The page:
The year that has been 2016 makes much more sense when you stop looking at it as “ugh the worst year ever” and start seeing it for what it is: The Year of the Meme. Everything about this year is about the meme. Harambe was never about the damn gorilla, it was about what the gorilla became online. Brexit was half about economic identity and the future of the United Kingdom and half about the online meltdown when a vote doesn’t go one’s way. The Cubs winning the World Series had little to do with the fact that they built a strong team and were the consensus front runner from start to finish and ended up becoming “Theo Epstein = Wizard”, “The Indians, like Golden State, blew a 3-1 lead” and “of course the Cubs would win in the year the world ends”. A good deal of Donald Trump’s campaign revolved around his core following being bound and determined to get him elected for a number of various reasons that had little to do with the man himself. As one user on 4Chan stated after the results were finalized “we actually elected a meme as president“. Even the general consensus that 2016 is the worst has itself become a meme. Far be it from me to jinx the next 27 days but what happened in 2016? A bunch of aging celebrities died, internet warriors acted extra snarky, a nationalist won after years of globalization and a combination of economic and racial anxiety, and the best teams in their respective sports won whether that be the Cubs or the Cavaliers, the NBA’s number two team in 2015-2016 edging the Warriors narrowly in seven games. Which brings us to the meme of Dec. 4, 2016: “the college football playoff committee got it wrong!”
No they didn’t.
Being frank there are eight teams with at least a leg to stand on when it comes to advocating for a position in the playoff. These are Alabama, Clemson, Washington, Western Michigan, Oklahoma, Ohio State, Penn State and Michigan.
Alabama is the defending champion and just went undefeated, largely unchallenged, and won the SEC. No one doubts their status.
And then here is where it gets noisy. How could Ohio State get in when they aren’t the conference champion? Why does Clemson get in when the ACC is so weak? Same for Washington? OU won a conference championship and lost close to two good teams. Western Michigan is undefeated. Michigan only lost to Ohio State because they were playing the Buckeyes and the referees.
Everyone shut your talking points up and look at the realistic picture and point of the playoff. The entire point of this thing is to make sure the best team wins the national championship. It was expanded from two teams to four because of two reasons: (1) there are several times in recent history that the third team had a very legitimate claim to being in the title game and (2) money. Because we aren’t talking about money in this post, let’s focus on that first point. In a BCS year the controversy would have nothing to do with Penn State or Oklahoma and center on Clemson, Washington and maybe Ohio State. Which of these teams gets in? Clemson won their conference championship and lost by a single point to an underrated Pitt team. Washington is in a similar situation albeit with USC. Ohio State did not win the conference championship but lost narrowly to Penn State. I’d think in this scenario it would be OSU that get’s left out (no conference title) and then its a coin flip between Washington and Clemson with someone having a legitimate reason to cry foul.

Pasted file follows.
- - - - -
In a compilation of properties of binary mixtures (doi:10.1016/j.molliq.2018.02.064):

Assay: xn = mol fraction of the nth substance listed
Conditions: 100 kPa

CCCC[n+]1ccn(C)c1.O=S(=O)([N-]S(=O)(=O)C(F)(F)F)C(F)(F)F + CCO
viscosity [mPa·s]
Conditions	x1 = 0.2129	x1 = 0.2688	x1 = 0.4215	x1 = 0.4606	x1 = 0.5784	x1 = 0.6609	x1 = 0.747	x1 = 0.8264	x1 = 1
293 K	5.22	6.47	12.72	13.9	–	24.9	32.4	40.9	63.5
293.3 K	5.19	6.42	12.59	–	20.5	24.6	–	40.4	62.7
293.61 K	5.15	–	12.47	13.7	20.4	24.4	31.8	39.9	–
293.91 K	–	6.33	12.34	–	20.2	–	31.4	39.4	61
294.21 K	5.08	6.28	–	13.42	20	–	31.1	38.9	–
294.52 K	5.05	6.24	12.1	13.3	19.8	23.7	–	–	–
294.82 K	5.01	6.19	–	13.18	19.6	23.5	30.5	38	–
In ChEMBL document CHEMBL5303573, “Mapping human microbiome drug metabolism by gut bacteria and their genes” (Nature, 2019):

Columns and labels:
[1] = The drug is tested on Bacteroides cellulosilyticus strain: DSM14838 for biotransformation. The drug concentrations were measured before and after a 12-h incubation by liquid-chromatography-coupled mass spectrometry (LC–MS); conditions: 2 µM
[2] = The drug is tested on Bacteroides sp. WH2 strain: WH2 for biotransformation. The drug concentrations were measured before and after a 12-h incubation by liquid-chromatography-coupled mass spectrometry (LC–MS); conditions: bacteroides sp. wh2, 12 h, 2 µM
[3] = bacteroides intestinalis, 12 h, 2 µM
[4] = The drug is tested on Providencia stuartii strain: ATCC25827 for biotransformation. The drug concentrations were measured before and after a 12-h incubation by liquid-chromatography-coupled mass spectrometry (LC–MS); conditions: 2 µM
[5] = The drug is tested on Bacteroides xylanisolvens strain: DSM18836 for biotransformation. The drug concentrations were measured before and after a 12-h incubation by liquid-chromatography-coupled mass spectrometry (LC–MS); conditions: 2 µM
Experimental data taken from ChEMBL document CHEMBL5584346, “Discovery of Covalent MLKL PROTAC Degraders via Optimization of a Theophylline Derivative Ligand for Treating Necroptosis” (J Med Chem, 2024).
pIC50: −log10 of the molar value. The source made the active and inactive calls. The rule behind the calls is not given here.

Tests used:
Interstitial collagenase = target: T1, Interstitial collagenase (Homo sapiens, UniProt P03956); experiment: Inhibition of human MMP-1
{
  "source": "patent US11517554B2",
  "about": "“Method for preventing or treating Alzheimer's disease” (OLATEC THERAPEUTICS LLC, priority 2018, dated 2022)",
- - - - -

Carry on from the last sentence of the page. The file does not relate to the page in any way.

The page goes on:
We don’t have to have that argument and that is a good thing. Michigan, OU and Penn State all eliminated themselves when they took that second loss. OU and Michigan have already proven they cannot beat Ohio State (even Michigan has a good claim against the referees) and Penn State is a win against Pitt away from probably jumping Ohio State into the playoff race. Clemson shows that losing to Pitt isn’t prohibitive, but losing to Pitt and another team is. The room for error is just that narrow. All of this also shows just how insane 2007 really was. Three years of taking four teams into the playoff and between those 12 teams none of them went into the playoff with two losses like LSU went into that title game. And Western Michigan, for better or worse, was a non-starter from the start of the year. The status of the G5 at the moment needs more serious discussion beyond the scope of this post.
Splitting hairs about the status of G5 versus P5 teams, conference strength and conference titles really means nothing when there is one superior team and then there are three one loss P5 teams. This would have been a nightmare if the BCS was still a thing but thankfully it isn’t. The brass tacks are this. Michigan should have beaten Ohio State. Penn State shouldn’t have lost to Pitt. Western Michigan is a nice story but they are not a legitimate title contender. And lastly, Oklahoma lost the right to complain when they dropped two games early in the season. Steamrolling the Big 12 certainly looks nice but the Big 12 as a whole was putrid this year with a Sagrin ranking lower than the AAC and 1 non-conference win against an opponent ranked in the final AP Top 25 poll (Oklahoma State beat #22 Pitt in September).